Today we’re taking a look at a monster that leaves us feeling blue–scatttered across the multivere, the little blue creatures known as the Xvart.
Xvarts are one of those creatures you don’t want to encounter in a campaign. Not because they’re threatening or scary, but because they’re annoying. The small blue humanoid creatures are low on HP, chaotic evil, and seemingly pretty average across the board besides that.
Xvarts are three foot tall mediaries between goblins and kobolds who will generally attack the latter but fears humans and only attack if they have great enough numbers to be fairly confident of a win. They use small swords, maces, and flails, but one in twenty of them will carry a net for taking down larger enemies. They also, apparently, like to take prisoners or ransom or torture or both and have been known to work closely with wererats. Xvarts are angry smurfs who work with kobolds and wererats.
Xvarts aren’t expanded upon or done many favors in 2E . They’re described as cruel and cowardly, but that impression was easy to get in 1E, and apparently they hate halflings – which I take personal offense at. Xvart shamans with cleric spells are described, just as cowardly as the rest of their kind they prefer to stay back, exhaust all of their spells, and then run away. Spell users are accompanied by up to six giant rats, which if nothing else is fantastic flavor text.
If you’re looking for 3E xvarts you’d need to do a little searching, eventually finding them in Dragon Magazine 339. By and large, they stay the same as creatures throughout the editions, but by third are a little more fearsome and a little less laughable. Xvarts still avoid engaging humans unless they have great enough numbers to win, but they also work with goblins often as spies due to their ability to blend in with their surroundings and move silently. Also, a xvert of above average intelligence can speak Draconic. Finally, Dragon 339 gives you the information for making a xvart as a character. Is this something you’d want to do? Probably not. But now you can, and that’s what counts.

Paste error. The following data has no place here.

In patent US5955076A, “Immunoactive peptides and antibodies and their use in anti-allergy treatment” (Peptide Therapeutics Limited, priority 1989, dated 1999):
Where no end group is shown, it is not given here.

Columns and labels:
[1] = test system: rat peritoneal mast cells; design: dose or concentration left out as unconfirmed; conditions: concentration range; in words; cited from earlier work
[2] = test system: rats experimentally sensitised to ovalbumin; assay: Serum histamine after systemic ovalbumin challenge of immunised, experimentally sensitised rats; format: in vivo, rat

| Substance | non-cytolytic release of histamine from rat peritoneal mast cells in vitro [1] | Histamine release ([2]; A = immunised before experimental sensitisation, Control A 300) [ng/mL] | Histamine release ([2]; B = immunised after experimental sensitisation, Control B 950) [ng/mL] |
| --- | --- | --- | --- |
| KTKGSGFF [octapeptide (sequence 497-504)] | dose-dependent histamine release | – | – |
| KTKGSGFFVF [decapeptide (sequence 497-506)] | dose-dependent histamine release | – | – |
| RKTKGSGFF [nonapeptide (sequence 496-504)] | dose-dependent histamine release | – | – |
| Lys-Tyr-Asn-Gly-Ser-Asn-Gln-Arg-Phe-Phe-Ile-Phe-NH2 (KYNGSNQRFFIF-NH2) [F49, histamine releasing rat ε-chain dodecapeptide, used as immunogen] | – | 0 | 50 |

Fourth Edition was mercifully xvartless, but they’re back for 5E in Volo’s Guide. And Volo has a lot to say about the xvart. There is almost an entire page about their history and lore and generally how flawed and irredeemable they are as creatures. While 5E does very little to change the xvart, there the story of where xvarts come from is worth the price of admission. There’s too much to go into here, but there’s betrayal, treasurers, and someone ascending to godhood. Even if you have no intention of ever putting a xvart in your campaign – and I wouldn’t blame you if you never did – definitely check out their page in Volo’s guide. It’s wild.
Have you encountered a xvart? Maybe you’ve inflicted one upon your group. I hope there were at least a few wererats involved.